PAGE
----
When it comes to LG Android smartphones, I'm often left with the feeling that they try really hard but never quite make the mark. They want to be a good maker of Android phones, but they just haven't figured it out. Well, the T-Mobile LG DoublePlay is their closest attempt yet. This smartphone has a few good ideas, executes them mostly well, and could easily be someone's first Android handset.
Let's break it down and see just what I'm talking about.
- Display: 3.5-inch (480 x 320) main display, 2-inch (320 x 240) secondary display
- Keyboard: Four-row, slide out QWERTY keyboard
- Processor: 1GHz single-core Snapdragon processor
- RAM: 512MB
- Storage: 2GB internal storage with 2GB provided via microSD (upgradable to 32GB)
- Camera: 5MP rear camera with 720p video recording
- Battery: 1500mAh battery
- Platform: Android 2.3.4
These are fairly average specs, and at $99.00, you couldn't expect more. But looking through the list, you see one unique item — the 2-inch secondary display. That tiny feature is what makes the DoublePlay stand out. What is it exactly?
As far as smartphone gimmicks are concerned, the DoublePlay's secondary display might be the closest to an actual useful feature I've come across. Here's the deal: The secondary display acts as a means to quickly interact with various items on the main display and has a few special apps that run, isolated on the 2-inch screen.
Sounds crazy, I know. An app running on a 2-inch screen? Before you mock it, you should try it. The apps (such as the Social+ media app) are designed specifically for the minuscule size and work quite well. Of course, you are limited to only using certain apps (regular apps will not run on the secondary display).
But that's not what makes the secondary screen really useful. There are other regular apps that take advantage of this extra display. The app that really shines is the browser. One of the things I've always hated about mobile browsing is the horribly executed bookmarks. Generally speaking, bookmarks are cumbersome at best on a smartphone.
The DoublePlay solves that problem. When you have the browser open, the bookmarks appear on the secondary display as thumbnails. Using your thumb, you flip through your bookmarks until the desired page is on the tiny screen. Now, with the press of a thumb, that bookmark will open in the browser on the main display. It works perfectly. This is the best bookmark system by far on any smartphone I've used.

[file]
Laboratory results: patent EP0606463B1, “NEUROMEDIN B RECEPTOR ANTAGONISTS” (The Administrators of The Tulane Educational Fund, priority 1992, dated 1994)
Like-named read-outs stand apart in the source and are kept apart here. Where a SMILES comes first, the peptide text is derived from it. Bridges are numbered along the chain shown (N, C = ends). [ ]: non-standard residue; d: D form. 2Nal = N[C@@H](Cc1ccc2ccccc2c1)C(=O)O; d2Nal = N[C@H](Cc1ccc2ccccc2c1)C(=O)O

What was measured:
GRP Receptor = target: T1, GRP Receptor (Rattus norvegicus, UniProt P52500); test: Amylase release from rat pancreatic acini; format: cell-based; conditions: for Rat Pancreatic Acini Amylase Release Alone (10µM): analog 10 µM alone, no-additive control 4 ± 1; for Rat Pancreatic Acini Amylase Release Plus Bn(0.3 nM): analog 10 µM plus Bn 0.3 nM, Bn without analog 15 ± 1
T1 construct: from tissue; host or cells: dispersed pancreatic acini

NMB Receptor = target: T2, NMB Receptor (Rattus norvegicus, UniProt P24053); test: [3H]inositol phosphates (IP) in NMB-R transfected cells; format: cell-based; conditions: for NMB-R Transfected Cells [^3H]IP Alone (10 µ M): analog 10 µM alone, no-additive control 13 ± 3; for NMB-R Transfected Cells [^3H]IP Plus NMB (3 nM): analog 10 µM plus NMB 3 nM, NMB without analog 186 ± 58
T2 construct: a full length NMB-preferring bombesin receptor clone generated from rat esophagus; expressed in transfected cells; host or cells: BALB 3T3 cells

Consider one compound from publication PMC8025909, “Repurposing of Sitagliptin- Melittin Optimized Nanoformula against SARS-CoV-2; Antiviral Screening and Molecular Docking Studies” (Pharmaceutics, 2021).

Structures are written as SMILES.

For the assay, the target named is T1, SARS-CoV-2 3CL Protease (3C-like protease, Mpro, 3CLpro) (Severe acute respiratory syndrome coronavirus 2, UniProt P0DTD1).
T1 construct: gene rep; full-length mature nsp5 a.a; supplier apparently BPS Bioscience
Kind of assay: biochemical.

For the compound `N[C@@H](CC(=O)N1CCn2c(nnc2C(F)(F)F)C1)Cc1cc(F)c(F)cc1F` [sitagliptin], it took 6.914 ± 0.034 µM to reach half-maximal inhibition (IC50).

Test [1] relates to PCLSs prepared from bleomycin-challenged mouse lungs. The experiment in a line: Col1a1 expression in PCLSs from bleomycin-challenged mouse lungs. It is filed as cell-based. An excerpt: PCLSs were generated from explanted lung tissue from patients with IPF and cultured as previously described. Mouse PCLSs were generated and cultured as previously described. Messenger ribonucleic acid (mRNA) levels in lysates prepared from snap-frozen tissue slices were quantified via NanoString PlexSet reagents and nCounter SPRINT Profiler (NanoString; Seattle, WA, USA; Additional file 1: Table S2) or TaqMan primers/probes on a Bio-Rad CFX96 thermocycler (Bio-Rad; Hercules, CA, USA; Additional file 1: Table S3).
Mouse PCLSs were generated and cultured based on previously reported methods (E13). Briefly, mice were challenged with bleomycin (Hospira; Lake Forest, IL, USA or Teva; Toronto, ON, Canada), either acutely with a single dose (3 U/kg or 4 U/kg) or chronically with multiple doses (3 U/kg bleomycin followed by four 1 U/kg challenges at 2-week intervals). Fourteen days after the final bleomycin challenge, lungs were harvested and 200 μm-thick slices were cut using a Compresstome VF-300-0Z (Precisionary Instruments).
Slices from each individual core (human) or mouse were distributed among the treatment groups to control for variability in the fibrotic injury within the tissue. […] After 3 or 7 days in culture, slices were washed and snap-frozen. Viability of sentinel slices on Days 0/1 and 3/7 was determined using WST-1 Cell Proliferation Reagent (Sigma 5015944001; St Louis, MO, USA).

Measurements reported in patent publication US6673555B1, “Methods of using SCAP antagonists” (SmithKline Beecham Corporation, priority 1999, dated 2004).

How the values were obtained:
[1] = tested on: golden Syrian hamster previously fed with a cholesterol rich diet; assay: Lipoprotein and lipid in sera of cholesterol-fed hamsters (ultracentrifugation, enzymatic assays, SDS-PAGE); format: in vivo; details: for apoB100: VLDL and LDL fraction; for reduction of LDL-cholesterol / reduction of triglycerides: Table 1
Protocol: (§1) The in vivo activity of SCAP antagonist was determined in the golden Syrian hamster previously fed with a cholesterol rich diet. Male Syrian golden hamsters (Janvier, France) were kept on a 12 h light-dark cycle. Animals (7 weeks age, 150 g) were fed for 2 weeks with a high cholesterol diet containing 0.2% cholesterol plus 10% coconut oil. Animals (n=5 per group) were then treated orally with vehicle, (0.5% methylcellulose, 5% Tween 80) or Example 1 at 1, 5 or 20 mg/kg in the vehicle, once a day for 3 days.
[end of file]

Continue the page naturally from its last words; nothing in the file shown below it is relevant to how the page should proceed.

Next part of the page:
Once you get beyond the secondary display, the LG DoublePlay begins to disappear in the heap of ever-growing, average smartphones.
- Battery life: average
- Performance: average
- Display: average
- Slide-out keyboard: average
- LG Android overlay: average
- Camera: average
There are some unique apps on the LG DoublePlay. I mentioned the Social+ app, but it also includes the Group Text and Cloud Text apps. I like the Group Text app, which allows you to create different groups and then text everyone in a group simultaneously. Cloud Text lets you to use either a PC or a tablet to send and receive text messages. While these apps aren't deal makers or breakers, they do certainly add to the unique factor for this phone.
If you're a T-Mobile users and you're looking for a smartphone with something unique, you might enjoy the LG DoublePlay. Folks who spend more time browsing the web on their smartphones than anything else will appreciate the outstanding bookmarks tool, and the price is certainly right. However, if you're looking for a better than average smartphone, you might consider purchasing a more powerful T-Mobile device, such as the Samsung Galaxy S II, MyTouch 4G Slide, Samsung Exhibit 4G, or the HTC Amaze 4G.
Jack Wallen is an award-winning writer for TechRepublic and Linux.com. He’s an avid promoter of open source and the voice of The Android Expert. For more news about Jack Wallen, visit his website jackwallen.com.